200 North, 300 East, Provo, Utah (or thereabouts)
I like rice. Rice is great if you’re hungry and want 2000 of something.
For part of my sophomore year at BYU, I was the only “white” girl in a rented house full of Latinas. My best friend and housemate, Amy, was half Ojibwai, and although she was white suburban grown, she had an affinity with these girls that was new to me. They were theatre, and we were the audience in a huge rattling white Victorian, where every Sunday, ten Puerto Rican, Brazilian and Venezuelan girls would gather and cook for their boys.
Everything was pork; everything was beef.
In junior high, we had known an exchange student from the Dominican Republic who had the best name we’d ever heard: Jackie Llenas. Oh, we thought that was funny. And she had no idea and never got it. But she was long and lean, blonde and tan, and loved us. And we loved her. We met the same type of girl in our Casa Blanca – Lorena, a tall, voluptuous, life-loving Brazilian girl with long, blonde hair, brown skin and a huge white smile. The other Latinas were short and stout, with big smiles and colorful skirts. And they all were joyful, almost caricatures of what I expected from the women of their countries.
And I was a caricature of mine. They lived life large and loud. I felt smaller, controlled. They filled the kitchen with boisterous noise, lilting Portuguese and chattering Spanish, rhythmic singing. I sang alone in my room, listening to Joni Mitchell. They cooked peppers. I cooked potatoes. They made tortillas, I made bread. They made salsa, I made Mormon gravy. I cooked noodles, they cooked rice. And rice, and more rice. Spicy rice, dirty rice, rice and beans, beans and rice.
I felt separate, apart from these girls, and Amy was somewhere in the middle. We had both grown up in Mormon families, spending our high school years two blocks from each other. But I was the last of seven, and my parents were in their sixties. When Amy came over for dinner, my mother always made cauliflower with cheese sauce specially for her because she knew Amy loved it. It was always just the four of us at the table, in tempered, quiet conversation.
When I went to her house, at least six of the eight kids would be at the messy kitchen table – like it was when all my siblings were home and I was a toddler, I imagine. Six girls babbling out their personal dramas of wearing each others clothes and stealing each others records, and two boys kicking each other under the table and spitting out Brussels sprouts when their frazzled mother wasn’t looking. Their hilarious, stout Ojibwai father, Ira, sat back with a smirk on his face, poking them once in a while just to see what their mother would do.
At the Casa Blanca, we were all Mormon, yet we felt divided by a common religion. I felt that their cultures made them confident, let them somehow own their womanhood – not in the domestic sense, but as the collective identity of “She Who Must be Obeyed.” The Latinas had joined the Mormon church, like my great grandmothers had, and left their countries, come all this way to study – and to marry. They knew what they wanted.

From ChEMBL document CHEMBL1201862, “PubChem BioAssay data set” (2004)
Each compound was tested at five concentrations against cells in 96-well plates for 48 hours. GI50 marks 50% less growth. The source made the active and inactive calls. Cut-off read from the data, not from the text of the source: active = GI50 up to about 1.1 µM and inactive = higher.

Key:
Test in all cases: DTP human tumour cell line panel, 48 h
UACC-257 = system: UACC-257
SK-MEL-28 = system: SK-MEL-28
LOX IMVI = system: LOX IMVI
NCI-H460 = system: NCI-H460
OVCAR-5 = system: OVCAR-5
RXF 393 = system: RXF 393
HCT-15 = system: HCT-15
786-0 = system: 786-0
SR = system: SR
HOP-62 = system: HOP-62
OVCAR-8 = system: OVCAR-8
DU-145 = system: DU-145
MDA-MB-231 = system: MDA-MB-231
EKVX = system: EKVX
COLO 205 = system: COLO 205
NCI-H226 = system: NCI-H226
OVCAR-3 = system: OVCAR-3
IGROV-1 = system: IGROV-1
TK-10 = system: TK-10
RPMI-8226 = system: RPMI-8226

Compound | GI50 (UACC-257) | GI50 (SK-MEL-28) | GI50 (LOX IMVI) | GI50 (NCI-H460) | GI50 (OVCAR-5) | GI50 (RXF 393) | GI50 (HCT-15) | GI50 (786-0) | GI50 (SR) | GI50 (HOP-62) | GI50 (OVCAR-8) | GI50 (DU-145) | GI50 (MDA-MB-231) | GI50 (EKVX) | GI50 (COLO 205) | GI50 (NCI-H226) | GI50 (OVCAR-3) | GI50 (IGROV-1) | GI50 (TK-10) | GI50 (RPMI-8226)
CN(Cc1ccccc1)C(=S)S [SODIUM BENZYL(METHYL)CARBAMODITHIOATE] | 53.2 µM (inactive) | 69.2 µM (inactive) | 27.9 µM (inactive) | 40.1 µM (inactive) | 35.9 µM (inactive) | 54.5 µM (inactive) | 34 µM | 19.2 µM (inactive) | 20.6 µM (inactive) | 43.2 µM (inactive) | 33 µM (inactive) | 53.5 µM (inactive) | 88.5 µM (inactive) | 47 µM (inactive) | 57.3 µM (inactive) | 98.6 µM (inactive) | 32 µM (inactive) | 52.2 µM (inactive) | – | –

Boys flocked to our house after church. Missionaries, sophomores, composers, soccer players, saxophonists. Most were short and dark and friendly. Some were gorgeous and dark and quiet. And they were all excellent dancers. The whole house was redolent of seared slow-braised pork, of cumin and tomatoes and inexplicable peppers. The girls started cooking before church, then set everything to simmer for the three hours. By the time they got back, the roasts and shanks, the ribs or stews were fall-apart luscious. Pots and pots were always bubbling away on the stove, full of colorful liquids. The kitchen counters were at times a Jackson Pollock of red and green and brown sauces, at times a hazy Edward Hopper of chilled Sunday blue afternoon light glancing off countertops and the warm wooden table.
These girls made me jealous. They made me feel that cooking was a way of life in a way that my lonesome, reticent Northern European mother never experienced. I felt I really could have no part of that ritual seduction, but I wanted to learn, where dancing accompanied food, where chopping was as much about laughter and gossip as it was about providing for your family. Where your man came up behind you and grabbed your ass as you stirred a pot of carne de something.
Periodically throughout my childhood, my six-foot-something, blond, blue-eyed Swedish father was to be feared. Once, after he threw a jar of mayonnaise against the wall and stormed out, he returned sheepishly an hour later with a bunch of daisies, because “the fight wasn’t bad enough for roses.” My mother would weep silently and hide in the bedroom while he was gone, and they kissed and joked when he returned. Although they often embraced, that was the extent of the drama and passionate resolution I observed.